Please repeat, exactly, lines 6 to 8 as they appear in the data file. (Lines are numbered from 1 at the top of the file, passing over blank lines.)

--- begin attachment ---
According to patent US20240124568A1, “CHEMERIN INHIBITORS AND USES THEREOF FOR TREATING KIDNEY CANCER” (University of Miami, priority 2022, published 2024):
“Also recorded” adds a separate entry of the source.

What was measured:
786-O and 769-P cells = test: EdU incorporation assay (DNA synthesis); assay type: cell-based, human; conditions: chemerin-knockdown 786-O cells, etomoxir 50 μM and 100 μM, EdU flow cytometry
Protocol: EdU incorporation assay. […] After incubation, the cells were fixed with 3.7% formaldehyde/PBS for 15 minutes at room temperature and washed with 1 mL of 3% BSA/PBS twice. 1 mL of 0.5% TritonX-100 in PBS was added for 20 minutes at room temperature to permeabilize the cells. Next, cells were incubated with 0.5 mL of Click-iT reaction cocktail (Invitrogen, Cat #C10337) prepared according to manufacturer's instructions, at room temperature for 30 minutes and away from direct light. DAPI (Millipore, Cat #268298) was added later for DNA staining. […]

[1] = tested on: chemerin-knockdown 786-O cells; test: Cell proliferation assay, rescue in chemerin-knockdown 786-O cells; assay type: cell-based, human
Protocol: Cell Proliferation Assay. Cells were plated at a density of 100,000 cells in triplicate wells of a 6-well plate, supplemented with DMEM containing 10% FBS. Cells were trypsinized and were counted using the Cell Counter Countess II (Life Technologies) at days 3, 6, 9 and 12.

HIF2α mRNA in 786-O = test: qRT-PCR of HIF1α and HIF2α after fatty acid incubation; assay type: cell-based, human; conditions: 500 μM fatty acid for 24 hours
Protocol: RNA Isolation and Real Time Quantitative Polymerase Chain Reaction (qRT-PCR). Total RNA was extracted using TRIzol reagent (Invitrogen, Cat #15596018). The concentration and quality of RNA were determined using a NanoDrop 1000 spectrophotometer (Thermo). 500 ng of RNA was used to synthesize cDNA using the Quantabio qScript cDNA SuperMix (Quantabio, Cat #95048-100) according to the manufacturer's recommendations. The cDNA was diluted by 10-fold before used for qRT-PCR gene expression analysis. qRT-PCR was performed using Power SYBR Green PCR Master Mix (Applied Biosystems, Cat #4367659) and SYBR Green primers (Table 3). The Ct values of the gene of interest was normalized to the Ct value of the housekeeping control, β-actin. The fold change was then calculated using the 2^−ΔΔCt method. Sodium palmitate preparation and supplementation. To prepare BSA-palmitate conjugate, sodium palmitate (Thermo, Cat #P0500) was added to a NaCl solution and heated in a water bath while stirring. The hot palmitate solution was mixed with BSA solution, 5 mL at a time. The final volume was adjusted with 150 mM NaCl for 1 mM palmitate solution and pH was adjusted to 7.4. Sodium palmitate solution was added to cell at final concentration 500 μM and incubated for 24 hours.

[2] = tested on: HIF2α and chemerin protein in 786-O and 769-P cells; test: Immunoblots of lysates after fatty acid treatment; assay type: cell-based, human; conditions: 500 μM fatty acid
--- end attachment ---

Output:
[1] = tested on: chemerin-knockdown 786-O cells; test: Cell proliferation assay, rescue in chemerin-knockdown 786-O cells; assay type: cell-based, human
Protocol: Cell Proliferation Assay. Cells were plated at a density of 100,000 cells in triplicate wells of a 6-well plate, supplemented with DMEM containing 10% FBS. Cells were trypsinized and were counted using the Cell Counter Countess II (Life Technologies) at days 3, 6, 9 and 12.

HIF2α mRNA in 786-O = test: qRT-PCR of HIF1α and HIF2α after fatty acid incubation; assay type: cell-based, human; conditions: 500 μM fatty acid for 24 hours